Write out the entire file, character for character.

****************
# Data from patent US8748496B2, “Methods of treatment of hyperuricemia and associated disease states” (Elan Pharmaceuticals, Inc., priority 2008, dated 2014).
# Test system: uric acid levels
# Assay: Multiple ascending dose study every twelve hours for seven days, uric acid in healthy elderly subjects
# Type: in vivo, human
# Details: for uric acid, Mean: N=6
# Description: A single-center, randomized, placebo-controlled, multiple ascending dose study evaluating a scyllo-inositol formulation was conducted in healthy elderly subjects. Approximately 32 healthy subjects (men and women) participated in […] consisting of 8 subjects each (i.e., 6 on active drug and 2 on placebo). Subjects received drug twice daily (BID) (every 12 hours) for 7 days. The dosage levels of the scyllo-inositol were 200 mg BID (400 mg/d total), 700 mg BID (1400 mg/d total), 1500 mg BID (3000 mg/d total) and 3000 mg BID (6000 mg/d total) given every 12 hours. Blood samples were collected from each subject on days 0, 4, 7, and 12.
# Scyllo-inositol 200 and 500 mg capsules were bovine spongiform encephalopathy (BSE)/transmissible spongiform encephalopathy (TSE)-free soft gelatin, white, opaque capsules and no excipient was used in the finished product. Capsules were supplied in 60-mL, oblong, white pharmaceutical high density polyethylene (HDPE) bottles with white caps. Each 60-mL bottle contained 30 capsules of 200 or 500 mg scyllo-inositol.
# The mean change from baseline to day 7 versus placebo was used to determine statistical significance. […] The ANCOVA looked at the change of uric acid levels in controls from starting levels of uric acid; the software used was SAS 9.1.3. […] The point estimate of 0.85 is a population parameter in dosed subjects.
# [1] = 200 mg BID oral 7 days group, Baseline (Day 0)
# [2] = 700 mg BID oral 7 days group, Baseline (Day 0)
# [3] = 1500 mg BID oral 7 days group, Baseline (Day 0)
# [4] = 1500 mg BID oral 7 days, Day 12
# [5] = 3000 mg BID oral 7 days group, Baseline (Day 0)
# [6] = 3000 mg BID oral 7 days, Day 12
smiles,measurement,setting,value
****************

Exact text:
# Data from patent US8748496B2, “Methods of treatment of hyperuricemia and associated disease states” (Elan Pharmaceuticals, Inc., priority 2008, dated 2014).
# Test system: uric acid levels
# Assay: Multiple ascending dose study every twelve hours for seven days, uric acid in healthy elderly subjects
# Type: in vivo, human
# Details: for uric acid, Mean: N=6
# Description: A single-center, randomized, placebo-controlled, multiple ascending dose study evaluating a scyllo-inositol formulation was conducted in healthy elderly subjects. Approximately 32 healthy subjects (men and women) participated in […] consisting of 8 subjects each (i.e., 6 on active drug and 2 on placebo). Subjects received drug twice daily (BID) (every 12 hours) for 7 days. The dosage levels of the scyllo-inositol were 200 mg BID (400 mg/d total), 700 mg BID (1400 mg/d total), 1500 mg BID (3000 mg/d total) and 3000 mg BID (6000 mg/d total) given every 12 hours. Blood samples were collected from each subject on days 0, 4, 7, and 12.
# Scyllo-inositol 200 and 500 mg capsules were bovine spongiform encephalopathy (BSE)/transmissible spongiform encephalopathy (TSE)-free soft gelatin, white, opaque capsules and no excipient was used in the finished product. Capsules were supplied in 60-mL, oblong, white pharmaceutical high density polyethylene (HDPE) bottles with white caps. Each 60-mL bottle contained 30 capsules of 200 or 500 mg scyllo-inositol.
# The mean change from baseline to day 7 versus placebo was used to determine statistical significance. […] The ANCOVA looked at the change of uric acid levels in controls from starting levels of uric acid; the software used was SAS 9.1.3. […] The point estimate of 0.85 is a population parameter in dosed subjects.
# [1] = 200 mg BID oral 7 days group, Baseline (Day 0)
# [2] = 700 mg BID oral 7 days group, Baseline (Day 0)
# [3] = 1500 mg BID oral 7 days group, Baseline (Day 0)
# [4] = 1500 mg BID oral 7 days, Day 12
# [5] = 3000 mg BID oral 7 days group, Baseline (Day 0)
# [6] = 3000 mg BID oral 7 days, Day 12
smiles,measurement,setting,value